You should not solely depend on what's on paper to decide which body is better at a certain price point. With the bodies you've mentioned, differences in image quality will be much more appreciable with the lens you use. Advantages you read on paper may have less relevance in real-world scenarios.
You can buy the most expensive DSLR body or the one that on paper is "the best" but if you put cheap, mediocre, not so optically sharp glass in front of it, you'll be wasting most of its potential. This video explains it very well: http://www.youtube.com/watch?v=hk5IMmEDWH4
Maybe you should handle the bodies to determine which feels most comfortable and perhaps you should consider which lenses you'll buy.
It could turn out that the body that's "worst" on paper is the one you prefer it terms of ergonomics and if you like the ergonomics, you'll probably use it more and the more you use it, the more likely it will be that you'll take great pictures.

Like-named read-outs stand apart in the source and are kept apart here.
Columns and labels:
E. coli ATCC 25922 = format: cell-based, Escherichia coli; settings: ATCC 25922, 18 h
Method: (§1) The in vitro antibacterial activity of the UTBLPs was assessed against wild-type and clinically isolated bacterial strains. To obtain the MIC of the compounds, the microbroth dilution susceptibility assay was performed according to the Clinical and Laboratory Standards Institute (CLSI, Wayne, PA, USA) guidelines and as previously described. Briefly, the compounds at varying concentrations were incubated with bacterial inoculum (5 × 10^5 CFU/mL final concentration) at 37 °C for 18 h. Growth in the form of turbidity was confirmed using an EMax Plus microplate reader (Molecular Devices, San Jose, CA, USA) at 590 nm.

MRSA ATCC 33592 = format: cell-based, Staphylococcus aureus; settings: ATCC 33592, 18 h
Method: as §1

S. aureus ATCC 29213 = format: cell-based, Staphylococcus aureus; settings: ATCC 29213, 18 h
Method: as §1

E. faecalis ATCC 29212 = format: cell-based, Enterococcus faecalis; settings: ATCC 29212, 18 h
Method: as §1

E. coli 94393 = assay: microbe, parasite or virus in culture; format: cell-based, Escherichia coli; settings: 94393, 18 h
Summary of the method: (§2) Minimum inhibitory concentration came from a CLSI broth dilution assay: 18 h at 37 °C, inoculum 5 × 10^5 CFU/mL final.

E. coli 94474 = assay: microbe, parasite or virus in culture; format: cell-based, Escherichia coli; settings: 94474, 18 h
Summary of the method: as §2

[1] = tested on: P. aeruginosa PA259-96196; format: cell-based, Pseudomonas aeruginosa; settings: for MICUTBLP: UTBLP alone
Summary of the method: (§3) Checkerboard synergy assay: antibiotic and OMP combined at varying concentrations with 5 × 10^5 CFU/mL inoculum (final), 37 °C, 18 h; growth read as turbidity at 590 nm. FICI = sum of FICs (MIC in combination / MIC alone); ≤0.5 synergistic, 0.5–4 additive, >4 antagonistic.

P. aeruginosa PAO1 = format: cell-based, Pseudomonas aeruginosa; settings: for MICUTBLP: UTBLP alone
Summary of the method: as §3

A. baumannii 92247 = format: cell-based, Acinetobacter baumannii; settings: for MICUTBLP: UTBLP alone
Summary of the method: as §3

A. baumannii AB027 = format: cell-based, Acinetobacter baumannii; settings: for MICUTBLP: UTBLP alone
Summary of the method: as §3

I'm not saying the cheapest, least featured body with a sharp lens is guaranteed to suit you for every occasion since there are specific requirements for features that appear in more expensive bodies, I'm just saying that in terms of pure IQ, the lens generally has a much greater bearing on it than the body you put behind that lens.